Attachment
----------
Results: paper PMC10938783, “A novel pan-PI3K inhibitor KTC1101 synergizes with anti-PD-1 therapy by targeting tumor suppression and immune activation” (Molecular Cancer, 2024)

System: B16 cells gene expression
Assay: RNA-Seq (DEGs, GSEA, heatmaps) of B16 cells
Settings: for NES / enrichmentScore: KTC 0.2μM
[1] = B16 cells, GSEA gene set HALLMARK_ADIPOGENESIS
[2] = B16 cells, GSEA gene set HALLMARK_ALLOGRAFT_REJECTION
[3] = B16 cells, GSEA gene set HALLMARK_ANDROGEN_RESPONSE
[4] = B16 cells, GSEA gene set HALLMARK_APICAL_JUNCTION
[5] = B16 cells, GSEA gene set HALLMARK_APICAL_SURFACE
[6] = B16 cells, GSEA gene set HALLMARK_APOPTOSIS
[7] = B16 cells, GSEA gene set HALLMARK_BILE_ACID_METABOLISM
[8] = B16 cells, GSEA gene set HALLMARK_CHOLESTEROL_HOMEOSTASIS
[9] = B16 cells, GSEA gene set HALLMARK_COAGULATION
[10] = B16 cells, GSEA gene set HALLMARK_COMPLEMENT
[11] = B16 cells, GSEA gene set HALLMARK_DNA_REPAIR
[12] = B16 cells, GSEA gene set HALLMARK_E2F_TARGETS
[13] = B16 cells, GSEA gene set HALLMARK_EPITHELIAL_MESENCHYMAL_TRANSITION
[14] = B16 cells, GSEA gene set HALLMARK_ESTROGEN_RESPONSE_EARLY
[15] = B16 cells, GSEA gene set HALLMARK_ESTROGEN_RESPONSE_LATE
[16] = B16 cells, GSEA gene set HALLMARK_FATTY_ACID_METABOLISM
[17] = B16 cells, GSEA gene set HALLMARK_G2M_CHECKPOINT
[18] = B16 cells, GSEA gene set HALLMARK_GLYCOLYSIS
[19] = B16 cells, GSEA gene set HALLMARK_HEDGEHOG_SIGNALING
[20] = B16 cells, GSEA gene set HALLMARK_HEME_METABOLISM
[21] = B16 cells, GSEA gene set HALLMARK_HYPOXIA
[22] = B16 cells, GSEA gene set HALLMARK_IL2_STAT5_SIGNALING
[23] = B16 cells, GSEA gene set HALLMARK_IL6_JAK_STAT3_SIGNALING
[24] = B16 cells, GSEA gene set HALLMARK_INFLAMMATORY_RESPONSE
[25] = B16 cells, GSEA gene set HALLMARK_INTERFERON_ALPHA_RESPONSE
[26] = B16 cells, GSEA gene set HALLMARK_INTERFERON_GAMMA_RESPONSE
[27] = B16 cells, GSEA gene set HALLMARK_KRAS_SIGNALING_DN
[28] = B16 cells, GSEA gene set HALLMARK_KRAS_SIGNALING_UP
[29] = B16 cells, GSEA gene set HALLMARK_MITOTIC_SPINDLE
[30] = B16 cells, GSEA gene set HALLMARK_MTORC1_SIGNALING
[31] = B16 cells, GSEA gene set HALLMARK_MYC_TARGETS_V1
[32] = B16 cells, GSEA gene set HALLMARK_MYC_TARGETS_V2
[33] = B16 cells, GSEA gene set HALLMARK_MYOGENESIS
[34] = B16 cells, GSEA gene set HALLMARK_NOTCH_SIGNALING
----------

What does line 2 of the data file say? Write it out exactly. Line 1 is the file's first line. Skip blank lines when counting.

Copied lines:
System: B16 cells gene expression